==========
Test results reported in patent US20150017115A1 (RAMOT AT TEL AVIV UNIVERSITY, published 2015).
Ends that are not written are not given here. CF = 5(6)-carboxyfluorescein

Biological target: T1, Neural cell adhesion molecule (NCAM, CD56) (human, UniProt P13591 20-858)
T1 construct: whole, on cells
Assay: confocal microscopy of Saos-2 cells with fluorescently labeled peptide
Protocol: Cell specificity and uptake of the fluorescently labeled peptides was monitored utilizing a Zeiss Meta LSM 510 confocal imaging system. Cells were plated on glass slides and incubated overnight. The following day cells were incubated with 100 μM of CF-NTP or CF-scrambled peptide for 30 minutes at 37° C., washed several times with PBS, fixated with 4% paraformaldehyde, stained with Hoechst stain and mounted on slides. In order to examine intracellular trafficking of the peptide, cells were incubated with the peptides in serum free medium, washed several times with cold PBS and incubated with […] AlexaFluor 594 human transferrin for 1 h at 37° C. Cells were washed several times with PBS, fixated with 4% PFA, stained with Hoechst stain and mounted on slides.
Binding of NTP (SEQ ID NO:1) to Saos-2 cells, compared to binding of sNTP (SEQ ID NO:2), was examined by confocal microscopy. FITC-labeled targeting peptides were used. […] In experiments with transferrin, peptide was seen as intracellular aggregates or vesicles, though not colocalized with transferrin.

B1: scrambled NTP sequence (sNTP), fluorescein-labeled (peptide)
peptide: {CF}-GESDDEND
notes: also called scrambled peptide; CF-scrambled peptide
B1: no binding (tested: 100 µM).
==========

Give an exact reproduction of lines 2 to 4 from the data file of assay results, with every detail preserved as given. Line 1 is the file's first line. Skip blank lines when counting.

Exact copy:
Ends that are not written are not given here. CF = 5(6)-carboxyfluorescein

Biological target: T1, Neural cell adhesion molecule (NCAM, CD56) (human, UniProt P13591 20-858)
T1 construct: whole, on cells